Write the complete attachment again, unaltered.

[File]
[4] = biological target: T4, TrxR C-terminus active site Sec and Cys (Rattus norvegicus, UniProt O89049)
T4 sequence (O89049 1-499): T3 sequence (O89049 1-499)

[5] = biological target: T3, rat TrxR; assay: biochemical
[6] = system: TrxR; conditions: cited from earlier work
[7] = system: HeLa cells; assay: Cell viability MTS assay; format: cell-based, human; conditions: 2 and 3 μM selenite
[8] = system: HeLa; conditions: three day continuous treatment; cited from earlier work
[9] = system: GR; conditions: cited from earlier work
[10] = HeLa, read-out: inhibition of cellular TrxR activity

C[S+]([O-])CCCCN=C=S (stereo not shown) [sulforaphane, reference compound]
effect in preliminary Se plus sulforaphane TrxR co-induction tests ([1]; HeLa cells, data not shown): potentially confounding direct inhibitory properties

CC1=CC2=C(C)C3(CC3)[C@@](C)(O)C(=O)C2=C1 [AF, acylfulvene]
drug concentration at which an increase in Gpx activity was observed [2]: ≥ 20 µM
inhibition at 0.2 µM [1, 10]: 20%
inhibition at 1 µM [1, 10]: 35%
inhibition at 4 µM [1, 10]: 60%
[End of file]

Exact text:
[4] = biological target: T4, TrxR C-terminus active site Sec and Cys (Rattus norvegicus, UniProt O89049)
T4 sequence (O89049 1-499): T3 sequence (O89049 1-499)

[5] = biological target: T3, rat TrxR; assay: biochemical
[6] = system: TrxR; conditions: cited from earlier work
[7] = system: HeLa cells; assay: Cell viability MTS assay; format: cell-based, human; conditions: 2 and 3 μM selenite
[8] = system: HeLa; conditions: three day continuous treatment; cited from earlier work
[9] = system: GR; conditions: cited from earlier work
[10] = HeLa, read-out: inhibition of cellular TrxR activity

C[S+]([O-])CCCCN=C=S (stereo not shown) [sulforaphane, reference compound]
effect in preliminary Se plus sulforaphane TrxR co-induction tests ([1]; HeLa cells, data not shown): potentially confounding direct inhibitory properties

CC1=CC2=C(C)C3(CC3)[C@@](C)(O)C(=O)C2=C1 [AF, acylfulvene]
drug concentration at which an increase in Gpx activity was observed [2]: ≥ 20 µM
inhibition at 0.2 µM [1, 10]: 20%
inhibition at 1 µM [1, 10]: 35%
inhibition at 4 µM [1, 10]: 60%